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Chapter Eight – Forecasting

CPIM Exam – Basics of Supply Chain Management Practice Study Sheet  Ch... thumbnail 1 summary

CPIM Exam – Basics of Supply Chain Management Practice Study Sheet 

Chapter Eight – Forecasting

Demand management is the function of recognizing and managing the demand for products. It includes 1) forecasting 2) order processing 3) making delivery promises 4) interfacing between manufacturing planning and control and the marketplace

Order processing occurs when a customer’s order is received

• Demand shows the need for an item; sales shows what was actually sold. Because demand cannot always be satisfied, demand is higher than sales

Demand patterns include four types:
1. Trend – increasing in a steady pattern of demand, or level. Can be geometric or exponential
2. Seasonality – fluctuates depending on the time of year
3. Random variation – many factors effect demand. Pattern of variation can usually be measured
4. Cycle – wavelike increases and decreases in the economy impact demand

Stable demand retains their shape and dynamic changes do not. The more stable the demand, the easier it is to forecast. The average demand can be the same as it is for stable and dynamic patterns. Usually the stable pattern is forecasted

Independent demand is not related to the demand for any other product or service. Dependent demand occurs where demand is derived from a second item. Only independent demand needs to be forecasted

Forecasting has four major principles:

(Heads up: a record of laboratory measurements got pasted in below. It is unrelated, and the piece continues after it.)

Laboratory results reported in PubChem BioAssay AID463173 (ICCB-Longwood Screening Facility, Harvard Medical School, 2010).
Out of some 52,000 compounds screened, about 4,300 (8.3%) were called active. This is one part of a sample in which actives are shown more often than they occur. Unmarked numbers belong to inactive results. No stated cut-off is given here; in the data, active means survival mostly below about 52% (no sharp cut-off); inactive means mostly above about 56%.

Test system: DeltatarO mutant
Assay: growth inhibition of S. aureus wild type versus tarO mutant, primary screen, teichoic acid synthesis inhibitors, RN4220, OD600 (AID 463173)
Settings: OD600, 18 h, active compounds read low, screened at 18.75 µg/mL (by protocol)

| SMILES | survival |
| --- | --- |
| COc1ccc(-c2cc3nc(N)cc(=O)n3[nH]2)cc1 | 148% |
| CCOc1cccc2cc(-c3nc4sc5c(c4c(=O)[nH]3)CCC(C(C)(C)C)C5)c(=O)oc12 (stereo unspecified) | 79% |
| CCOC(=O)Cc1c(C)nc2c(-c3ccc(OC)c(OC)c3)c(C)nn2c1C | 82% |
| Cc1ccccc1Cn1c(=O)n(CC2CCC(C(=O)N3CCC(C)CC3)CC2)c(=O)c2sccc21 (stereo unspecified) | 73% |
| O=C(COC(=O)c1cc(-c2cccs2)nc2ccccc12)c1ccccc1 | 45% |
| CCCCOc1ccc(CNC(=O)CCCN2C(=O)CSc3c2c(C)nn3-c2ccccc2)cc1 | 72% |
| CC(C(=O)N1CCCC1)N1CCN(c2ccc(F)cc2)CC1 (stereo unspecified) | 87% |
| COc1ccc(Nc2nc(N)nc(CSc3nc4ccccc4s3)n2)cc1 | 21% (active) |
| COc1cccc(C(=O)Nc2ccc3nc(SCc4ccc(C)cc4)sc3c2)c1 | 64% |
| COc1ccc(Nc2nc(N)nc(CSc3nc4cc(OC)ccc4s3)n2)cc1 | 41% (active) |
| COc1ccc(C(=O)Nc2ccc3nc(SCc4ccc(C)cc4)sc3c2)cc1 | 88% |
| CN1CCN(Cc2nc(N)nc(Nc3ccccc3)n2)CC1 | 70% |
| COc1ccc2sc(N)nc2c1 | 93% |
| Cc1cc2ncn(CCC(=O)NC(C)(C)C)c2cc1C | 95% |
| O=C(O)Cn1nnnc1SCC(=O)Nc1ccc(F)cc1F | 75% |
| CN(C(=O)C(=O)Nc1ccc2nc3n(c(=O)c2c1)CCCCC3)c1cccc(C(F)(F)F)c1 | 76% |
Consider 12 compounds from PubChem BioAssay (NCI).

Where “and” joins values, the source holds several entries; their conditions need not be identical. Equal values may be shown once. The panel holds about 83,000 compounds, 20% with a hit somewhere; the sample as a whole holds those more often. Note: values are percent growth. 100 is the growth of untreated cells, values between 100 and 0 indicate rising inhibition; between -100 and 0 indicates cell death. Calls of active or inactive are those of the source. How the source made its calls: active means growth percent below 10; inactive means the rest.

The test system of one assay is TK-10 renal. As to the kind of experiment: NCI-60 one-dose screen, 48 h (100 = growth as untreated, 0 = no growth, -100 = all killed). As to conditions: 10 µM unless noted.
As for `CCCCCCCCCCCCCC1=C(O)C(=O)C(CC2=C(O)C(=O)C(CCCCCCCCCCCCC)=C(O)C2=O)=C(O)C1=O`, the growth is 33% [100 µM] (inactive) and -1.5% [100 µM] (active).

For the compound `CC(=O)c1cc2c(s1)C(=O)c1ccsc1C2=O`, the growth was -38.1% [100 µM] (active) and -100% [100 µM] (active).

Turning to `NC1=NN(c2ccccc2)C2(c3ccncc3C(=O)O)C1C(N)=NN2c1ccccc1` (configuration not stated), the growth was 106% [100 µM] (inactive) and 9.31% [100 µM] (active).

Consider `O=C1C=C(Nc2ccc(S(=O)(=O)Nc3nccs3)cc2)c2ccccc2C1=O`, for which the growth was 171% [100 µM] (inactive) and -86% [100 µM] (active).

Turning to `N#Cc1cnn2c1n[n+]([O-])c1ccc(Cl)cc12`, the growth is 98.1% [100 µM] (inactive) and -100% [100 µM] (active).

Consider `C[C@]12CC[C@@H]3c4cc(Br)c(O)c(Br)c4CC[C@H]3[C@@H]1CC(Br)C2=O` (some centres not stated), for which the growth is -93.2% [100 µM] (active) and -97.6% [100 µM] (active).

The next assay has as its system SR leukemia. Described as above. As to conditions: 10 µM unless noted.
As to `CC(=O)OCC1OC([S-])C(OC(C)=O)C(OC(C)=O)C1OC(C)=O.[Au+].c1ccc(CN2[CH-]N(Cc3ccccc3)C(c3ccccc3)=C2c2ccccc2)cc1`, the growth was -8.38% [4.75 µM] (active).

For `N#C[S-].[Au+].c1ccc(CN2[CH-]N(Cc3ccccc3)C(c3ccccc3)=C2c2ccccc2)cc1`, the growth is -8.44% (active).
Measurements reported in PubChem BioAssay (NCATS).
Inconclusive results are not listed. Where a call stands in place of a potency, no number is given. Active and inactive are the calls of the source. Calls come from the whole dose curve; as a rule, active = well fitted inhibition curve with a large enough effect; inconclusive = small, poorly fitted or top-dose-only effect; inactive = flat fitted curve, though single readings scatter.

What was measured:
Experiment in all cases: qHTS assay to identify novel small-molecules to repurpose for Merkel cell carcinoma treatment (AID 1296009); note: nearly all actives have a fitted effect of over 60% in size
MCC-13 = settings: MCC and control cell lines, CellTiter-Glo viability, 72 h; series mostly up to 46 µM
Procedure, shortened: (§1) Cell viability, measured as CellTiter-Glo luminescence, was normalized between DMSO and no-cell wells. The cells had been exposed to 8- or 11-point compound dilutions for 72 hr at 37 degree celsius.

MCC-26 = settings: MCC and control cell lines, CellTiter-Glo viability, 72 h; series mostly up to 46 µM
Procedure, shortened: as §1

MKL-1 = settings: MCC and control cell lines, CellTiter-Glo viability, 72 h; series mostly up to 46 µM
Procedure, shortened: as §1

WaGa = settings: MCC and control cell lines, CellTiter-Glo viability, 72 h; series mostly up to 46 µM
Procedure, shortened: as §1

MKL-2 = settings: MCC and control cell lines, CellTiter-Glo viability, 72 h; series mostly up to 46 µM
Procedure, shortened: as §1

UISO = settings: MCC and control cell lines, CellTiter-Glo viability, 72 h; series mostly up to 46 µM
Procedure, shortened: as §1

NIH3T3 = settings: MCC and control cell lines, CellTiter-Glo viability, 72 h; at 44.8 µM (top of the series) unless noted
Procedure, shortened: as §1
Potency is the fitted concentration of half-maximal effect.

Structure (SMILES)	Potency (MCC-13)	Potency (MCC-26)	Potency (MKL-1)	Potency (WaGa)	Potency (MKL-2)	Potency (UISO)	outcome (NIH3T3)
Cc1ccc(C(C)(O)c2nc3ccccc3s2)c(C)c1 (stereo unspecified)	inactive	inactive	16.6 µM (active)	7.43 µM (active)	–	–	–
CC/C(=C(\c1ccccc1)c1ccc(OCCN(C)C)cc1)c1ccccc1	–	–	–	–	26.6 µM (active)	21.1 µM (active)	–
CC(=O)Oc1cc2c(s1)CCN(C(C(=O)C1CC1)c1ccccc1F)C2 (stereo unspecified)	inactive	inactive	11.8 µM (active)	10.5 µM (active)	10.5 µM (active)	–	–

1. Forecasts are usually wrong. Expect errors
2. Every forecast should contain an estimate of error
3. Forecasts are more accurate with families or groups
4. Forecasts are more accurate for nearer time periods

• Three principles of data collection are:
1. Record data in the same terms as needed for the forecast 1) data based on demand, not shipments 2) forecast time period should be the same as the schedule period 3) the items being forecasted should be controlled by manufacturing
2. Record the circumstances of the data. Other factors like sales promotions and competitors’ sales are important
3. Record demand separately for different customer groups – wholesale vs. retail may have different trends

Three forecasting techniques are 1) qualitative techniques 2) extrinsic techniques 3) intrinsic techniques

Qualitative techniques are projections based on judgment, intuition and informed opinions (SWAGS)

Extrinsic forecasting techniques are projects based on external factors (bricks to housing starts, tires to gasoline consumption). This is more useful for forecasting demand for a large family of products (cars)

Intrinsic forecasting techniques use historical data to forecast. These are the most important techniques, including:
1. average demand
2. moving averages
3. exponential smoothing (a moving average without retaining prior months) – 90% of the forecast is based on the prior months’ average and 10% on the current months’ average.

        New forecast = alpha * (latest demand) + (1 – alpha) * (previous forecast) with alpha between 0 and 1
      4. Seasonal index shows how high above or below an average for a product.  
          Seasonal index = period average demand / average demand for all periods. Average demand is “deseasonalized demand”. For seasonal demand, 1) only use deseasonalized data for forecast 2) forecast deseasonalized demand 3) apply the seasonality index to the deseasonalized forecast
Forecast error is the difference between actual demand and forecast demand. Due to bias and random variation

Bias exists when the cumulative actual demand varies from the cumulative forecast. Bias is a systemic error; need to change the forecast

Random variation – demands on the demand pattern of the project. Average error should be zero

• Mean absolute deviation (MAD) is a way to measure forecast error.

• Normal distribution by standard deviation +- 1 MAD (60%), +- 2 MAD (90%) +- 3 MAD (98%). MAD is a tracking signal to see if there is bias. Tracking signal = sum of forecast errors / MAD